The SSI has created a financial model, titled Save As You Sail (SAYS), to overcome this. The SAYS model allows an owner and a charterer to work out potential fuel cost savings and the returns on investments for different efficiency measures. These are used to negotiate the charter hire rate. The owner can also access a loan to afford the upfront costs. The model is an example of what can be achieved through industry co-operation.
Gleie says that convincing companies of the financial benefits of sustainability will be the key to her initiative’s success: “If you can’t put in a benefit, then it won’t fly. It is a corporate and financial focused world we’re living in; it’s not just enough to say you have to do this because your conscience tells you, or your intelligence tells you that we need a green planet. That won’t drive the maritime industry.”
She predicts that those who are slow to be convinced will lose out: “I think we will see that those in the industry that are really picking up on it, that are paying attention, and are taking the opportunities to follow and listen, they will have a great advantage. Then there will be some of the quicker followers than will manage to pick up and adapt, and then I think – sadly to say – there will be some that we will lose down the way, because they simply won’t pick it up quick enough.”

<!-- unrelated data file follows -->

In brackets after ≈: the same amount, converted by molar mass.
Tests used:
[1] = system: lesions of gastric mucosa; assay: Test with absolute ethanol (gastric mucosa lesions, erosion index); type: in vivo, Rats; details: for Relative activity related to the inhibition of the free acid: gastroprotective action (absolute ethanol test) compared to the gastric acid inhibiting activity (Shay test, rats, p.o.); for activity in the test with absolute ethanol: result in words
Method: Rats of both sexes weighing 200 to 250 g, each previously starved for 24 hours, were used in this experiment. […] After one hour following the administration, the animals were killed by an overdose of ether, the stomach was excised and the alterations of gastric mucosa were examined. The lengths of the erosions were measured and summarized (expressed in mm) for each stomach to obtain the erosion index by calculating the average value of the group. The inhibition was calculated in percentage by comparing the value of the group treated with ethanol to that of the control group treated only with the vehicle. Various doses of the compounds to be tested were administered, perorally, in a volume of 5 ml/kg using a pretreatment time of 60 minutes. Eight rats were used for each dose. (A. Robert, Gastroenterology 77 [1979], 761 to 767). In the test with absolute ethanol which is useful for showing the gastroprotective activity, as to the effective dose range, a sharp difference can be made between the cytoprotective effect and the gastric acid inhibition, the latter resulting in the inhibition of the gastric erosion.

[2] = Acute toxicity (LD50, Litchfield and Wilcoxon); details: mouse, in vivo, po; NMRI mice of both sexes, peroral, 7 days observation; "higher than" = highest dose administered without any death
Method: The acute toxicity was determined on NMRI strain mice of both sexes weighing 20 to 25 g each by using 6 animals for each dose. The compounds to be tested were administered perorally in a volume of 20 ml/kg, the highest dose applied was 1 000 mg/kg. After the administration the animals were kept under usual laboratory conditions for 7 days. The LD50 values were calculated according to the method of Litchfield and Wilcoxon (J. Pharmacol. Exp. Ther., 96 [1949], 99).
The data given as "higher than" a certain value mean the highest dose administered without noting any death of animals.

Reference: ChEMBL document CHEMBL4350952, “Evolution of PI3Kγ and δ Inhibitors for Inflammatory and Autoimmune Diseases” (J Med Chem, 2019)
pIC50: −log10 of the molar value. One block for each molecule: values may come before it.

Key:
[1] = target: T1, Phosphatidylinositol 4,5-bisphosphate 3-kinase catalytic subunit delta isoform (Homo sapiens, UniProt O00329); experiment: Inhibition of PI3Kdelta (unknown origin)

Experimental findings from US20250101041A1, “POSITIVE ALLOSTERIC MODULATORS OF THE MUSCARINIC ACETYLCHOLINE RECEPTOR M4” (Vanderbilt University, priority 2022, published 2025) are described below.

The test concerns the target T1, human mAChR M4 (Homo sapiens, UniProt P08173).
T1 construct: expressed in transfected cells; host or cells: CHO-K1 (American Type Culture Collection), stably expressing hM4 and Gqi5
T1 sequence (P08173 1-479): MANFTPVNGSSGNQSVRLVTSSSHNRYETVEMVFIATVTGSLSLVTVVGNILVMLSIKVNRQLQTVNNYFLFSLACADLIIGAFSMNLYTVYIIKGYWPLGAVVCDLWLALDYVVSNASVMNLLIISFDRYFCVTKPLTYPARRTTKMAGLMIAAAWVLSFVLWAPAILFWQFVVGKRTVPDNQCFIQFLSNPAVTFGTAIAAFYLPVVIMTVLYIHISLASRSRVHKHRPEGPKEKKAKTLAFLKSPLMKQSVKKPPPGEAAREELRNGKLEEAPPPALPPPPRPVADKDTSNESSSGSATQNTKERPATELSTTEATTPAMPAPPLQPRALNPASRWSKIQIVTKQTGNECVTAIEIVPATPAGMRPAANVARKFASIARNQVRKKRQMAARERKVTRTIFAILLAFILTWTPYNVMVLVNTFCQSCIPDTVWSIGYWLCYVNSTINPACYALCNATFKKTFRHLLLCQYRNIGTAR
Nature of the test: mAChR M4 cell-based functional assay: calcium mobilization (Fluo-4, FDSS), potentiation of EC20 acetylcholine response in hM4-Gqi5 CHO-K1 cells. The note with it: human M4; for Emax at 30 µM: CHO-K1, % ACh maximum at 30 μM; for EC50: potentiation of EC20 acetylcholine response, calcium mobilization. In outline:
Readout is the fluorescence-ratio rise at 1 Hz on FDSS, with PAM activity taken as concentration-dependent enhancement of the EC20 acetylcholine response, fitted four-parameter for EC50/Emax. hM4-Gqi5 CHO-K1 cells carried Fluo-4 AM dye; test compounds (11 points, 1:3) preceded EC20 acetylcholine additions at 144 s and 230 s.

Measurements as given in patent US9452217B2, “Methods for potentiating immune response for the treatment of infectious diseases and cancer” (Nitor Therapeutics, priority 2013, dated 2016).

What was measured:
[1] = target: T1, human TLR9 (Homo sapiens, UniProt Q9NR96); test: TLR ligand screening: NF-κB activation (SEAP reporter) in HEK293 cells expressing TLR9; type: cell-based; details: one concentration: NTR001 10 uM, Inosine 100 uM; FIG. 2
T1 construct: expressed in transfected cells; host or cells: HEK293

Alongside Mearsk Line, the current crop of SSI members include leading names such as Cargill, Wärtsilä and Lloyd’s Register – companies already making strides in the sustainability space. For new enterprises to even be considered for membership, Gleie says they must be “walking the talk already”, or able to demonstrate that they have a plan in place for how they are going to.
She admits that of the companies already involved, not everybody is doing everything. “But we are a mirror of the real world here”, she adds, “We just maybe have come a step further, the groups that are sitting here, trying to lead others.”
Such a measured approach is surely the only way forward for the SSI. In terms of emission reductions, it is impossible to miss the sense of urgency transmitted by the dire warnings of science, but an industry cannot be revolutionised overnight – particularly in a challenging economic climate.
If the myriad challenges facing the industry can be overcome, Gleie argues that shipping can play a massive role in a sustainable future: “I’ve been in shipping since 1977, and I know for a fact that once the shipping industry gets the point – and they will start moving – they are fast movers. They will put all their energy into it, and they are very strong communicators. If we do this right […] I think we can take the lead on innovation, and setting new ideas and new frames for how to work with sustainability.”
While there is clearly a long way to go, the SSI can already stand as an example to other industries. If the world is to keep within the near universally agreed target of 2C of global warming, unsustainable practices in all sectors must be stopped.
If Gleie and her colleagues can successfully inspire such a fundamental change in thinking throughout the maritime industry, the world would do well to watch and learn.